There are also a number of times in the movie where we hear from people who either work or used to work inside the health care system, either turning down applicants for insurance, denying claims...

SILBERNER: He had an insurance company employee who started crying when she described what she had to do in terms of talking with people who called in.

Moore contrasts the U.S. system with the systems in France, Britain and Cuba, where care is free. He claims there's no waiting, and you can choose your own doctor. And in France, he says, there are doctors who make house calls in the middle of the night. How accurate are those claims?

SILBERNER: I think some of the things that those countries are willing to pay for are things that we Americans would not be willing to pay for. There was also the remarkable revelation that in France, when you're a new mother, a government employee will come to your house and maybe even do your laundry and make you soup. That's not going to go over well in this country.

What about the notion that long lines for health care in other countries are a myth?

SILBERNER: Moore didn't really look at the other side of that. What happens in each of these countries is that they get near to crisis situations, where there are lines — this has happened in Canada, too. And then the government, under pressure, puts more money into the system, and the lines go away. But then they come back. It's a cyclical thing; those lines come and go.

One thing did bother me with presenting Cuba as a paragon of health care, while showing the 9/11 workers who couldn't get care in this country: Moore didn't point out that, on that famous chart where the U.S. comes out 37th in health care, Cuba comes out 39th. So I'm not sure that was the best comparison for him to make.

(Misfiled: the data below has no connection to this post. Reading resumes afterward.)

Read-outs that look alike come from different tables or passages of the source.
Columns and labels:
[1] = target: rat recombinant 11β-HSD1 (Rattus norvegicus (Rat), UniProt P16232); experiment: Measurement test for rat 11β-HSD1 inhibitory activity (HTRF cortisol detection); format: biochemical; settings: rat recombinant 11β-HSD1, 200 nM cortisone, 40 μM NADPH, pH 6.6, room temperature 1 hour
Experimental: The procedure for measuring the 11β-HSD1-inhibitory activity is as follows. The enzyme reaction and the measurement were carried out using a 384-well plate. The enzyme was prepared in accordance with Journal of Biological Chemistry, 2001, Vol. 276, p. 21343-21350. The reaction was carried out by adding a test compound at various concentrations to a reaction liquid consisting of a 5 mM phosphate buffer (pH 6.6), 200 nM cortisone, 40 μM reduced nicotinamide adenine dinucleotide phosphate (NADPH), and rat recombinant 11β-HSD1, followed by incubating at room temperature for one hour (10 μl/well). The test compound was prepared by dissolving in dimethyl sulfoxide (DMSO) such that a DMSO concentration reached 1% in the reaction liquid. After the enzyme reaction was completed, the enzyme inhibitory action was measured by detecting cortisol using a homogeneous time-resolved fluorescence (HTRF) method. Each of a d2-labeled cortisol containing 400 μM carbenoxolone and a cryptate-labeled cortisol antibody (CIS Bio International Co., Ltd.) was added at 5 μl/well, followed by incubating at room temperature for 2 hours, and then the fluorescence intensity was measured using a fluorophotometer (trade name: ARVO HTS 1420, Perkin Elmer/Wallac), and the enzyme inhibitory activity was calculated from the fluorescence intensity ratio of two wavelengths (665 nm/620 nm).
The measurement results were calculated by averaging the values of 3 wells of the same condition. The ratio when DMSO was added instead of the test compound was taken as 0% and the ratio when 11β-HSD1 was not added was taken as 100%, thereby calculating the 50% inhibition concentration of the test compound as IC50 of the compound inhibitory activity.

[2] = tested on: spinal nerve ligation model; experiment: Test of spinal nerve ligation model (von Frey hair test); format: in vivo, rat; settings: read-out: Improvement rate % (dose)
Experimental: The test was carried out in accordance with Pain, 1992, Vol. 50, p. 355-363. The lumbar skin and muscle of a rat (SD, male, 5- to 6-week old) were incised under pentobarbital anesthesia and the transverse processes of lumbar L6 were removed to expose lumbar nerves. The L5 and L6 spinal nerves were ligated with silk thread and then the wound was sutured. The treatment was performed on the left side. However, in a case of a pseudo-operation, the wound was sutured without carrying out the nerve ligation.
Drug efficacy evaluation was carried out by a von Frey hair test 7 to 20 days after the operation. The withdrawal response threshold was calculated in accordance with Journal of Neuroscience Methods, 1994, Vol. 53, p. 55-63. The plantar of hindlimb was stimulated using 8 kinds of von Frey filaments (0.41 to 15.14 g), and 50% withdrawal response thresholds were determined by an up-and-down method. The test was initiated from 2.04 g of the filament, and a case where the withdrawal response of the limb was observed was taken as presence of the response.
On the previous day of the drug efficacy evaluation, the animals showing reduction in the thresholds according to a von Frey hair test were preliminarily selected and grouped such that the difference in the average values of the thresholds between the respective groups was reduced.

MONDELLO: On the other hand, that is not necessarily something we should be terribly proud of — being 37th in a chart where France is No. 1.

One of the things he does that's very clever is to try to destroy the myth that socialized medicine is so terrifying. When you see what is probably the most impressive hospital I've ever seen, in Cuba, and it looks like a gigantic Hyatt hotel, it's simply not what you were picturing. We were joking when we came out of the film that it was probably the only MRI machine in all of Cuba, and it may very well have been. But the fact of the matter is that it was there and it was able to help a patient. The rooms there did not look decrepit and old, which is kind of what I expected.

SILBERNER: I think there's an issue of expectations. What do the Cubans expect? What do the French expect? What do the British expect? We expect to be able to get drugs like a recently approved drug for cancer that adds 13 days to life at a cost of $4,000 a month. I don't think people would expect that in France or Germany or Cuba. Thirteen days of added life with some side effects for $4,000 a month? We want it, and they don't. When we stop wanting things like that, I think we can move ahead.

In this movie, Moore advocates eliminating insurance companies entirely and going to a single-payer, government-funded system. This is not what any of the mainstream candidates this year are talking about.

SILBERNER: No, they're talking about various packages that would make insurance more affordable, give a little more government assistance, and in some cases, create a bit more regulation. They are talking about incremental changes, and this comes from the experience of '93 and '94, when attempts to change the system got nothing changed.

MONDELLO: We've had a lot of pictures recently about Iraq, and we had An Inconvenient Truth last year about climate change. These movies are not going to change policy. But it certainly does change the debate. If you think about the way the administration talked about climate change prior to An Inconvenient Truth, and the way it's talking about it now, I think it's clear that there was a major shift. I'm not sure if the movie is responsible for that, but certainly it changed the way the media dealt with it. It was a very persuasive case. And I think this will be a very persuasive case for a lot of people, too.

This transcript has been edited for length and clarity and may include portions of the conversation not broadcast on NPR.